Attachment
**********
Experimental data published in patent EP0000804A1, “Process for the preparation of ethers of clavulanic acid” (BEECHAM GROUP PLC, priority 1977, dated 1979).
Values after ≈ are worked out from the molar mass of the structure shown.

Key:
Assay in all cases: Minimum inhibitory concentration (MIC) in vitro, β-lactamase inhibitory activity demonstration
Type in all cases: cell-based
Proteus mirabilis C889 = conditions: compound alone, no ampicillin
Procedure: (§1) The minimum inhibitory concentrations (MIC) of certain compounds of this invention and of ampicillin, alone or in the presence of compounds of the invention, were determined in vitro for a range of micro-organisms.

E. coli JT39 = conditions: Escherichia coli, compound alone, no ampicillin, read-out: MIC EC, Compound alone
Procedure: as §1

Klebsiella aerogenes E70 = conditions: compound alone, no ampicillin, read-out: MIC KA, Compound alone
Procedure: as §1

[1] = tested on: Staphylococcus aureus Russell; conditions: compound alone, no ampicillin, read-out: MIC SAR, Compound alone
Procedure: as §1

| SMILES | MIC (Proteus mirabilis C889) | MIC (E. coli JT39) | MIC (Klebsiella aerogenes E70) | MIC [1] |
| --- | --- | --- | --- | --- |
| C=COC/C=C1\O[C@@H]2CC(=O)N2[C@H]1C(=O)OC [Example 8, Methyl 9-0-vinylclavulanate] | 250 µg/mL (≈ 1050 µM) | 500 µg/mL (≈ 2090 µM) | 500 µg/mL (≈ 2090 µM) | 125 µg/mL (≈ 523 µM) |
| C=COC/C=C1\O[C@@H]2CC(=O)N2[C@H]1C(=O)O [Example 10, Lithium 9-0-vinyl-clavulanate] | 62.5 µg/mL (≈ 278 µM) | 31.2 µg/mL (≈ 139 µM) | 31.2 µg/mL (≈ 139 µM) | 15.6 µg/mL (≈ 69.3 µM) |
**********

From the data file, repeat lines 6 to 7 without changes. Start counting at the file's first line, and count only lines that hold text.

Proteus mirabilis C889 = conditions: compound alone, no ampicillin
Procedure: (§1) The minimum inhibitory concentrations (MIC) of certain compounds of this invention and of ampicillin, alone or in the presence of compounds of the invention, were determined in vitro for a range of micro-organisms.